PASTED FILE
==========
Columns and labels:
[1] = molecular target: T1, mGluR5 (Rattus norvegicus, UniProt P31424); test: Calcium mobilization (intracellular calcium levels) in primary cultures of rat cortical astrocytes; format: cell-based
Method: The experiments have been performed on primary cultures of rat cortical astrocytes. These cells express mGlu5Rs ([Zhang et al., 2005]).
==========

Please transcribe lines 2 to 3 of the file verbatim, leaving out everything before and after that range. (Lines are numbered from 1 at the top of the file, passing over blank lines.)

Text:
[1] = molecular target: T1, mGluR5 (Rattus norvegicus, UniProt P31424); test: Calcium mobilization (intracellular calcium levels) in primary cultures of rat cortical astrocytes; format: cell-based
Method: The experiments have been performed on primary cultures of rat cortical astrocytes. These cells express mGlu5Rs ([Zhang et al., 2005]).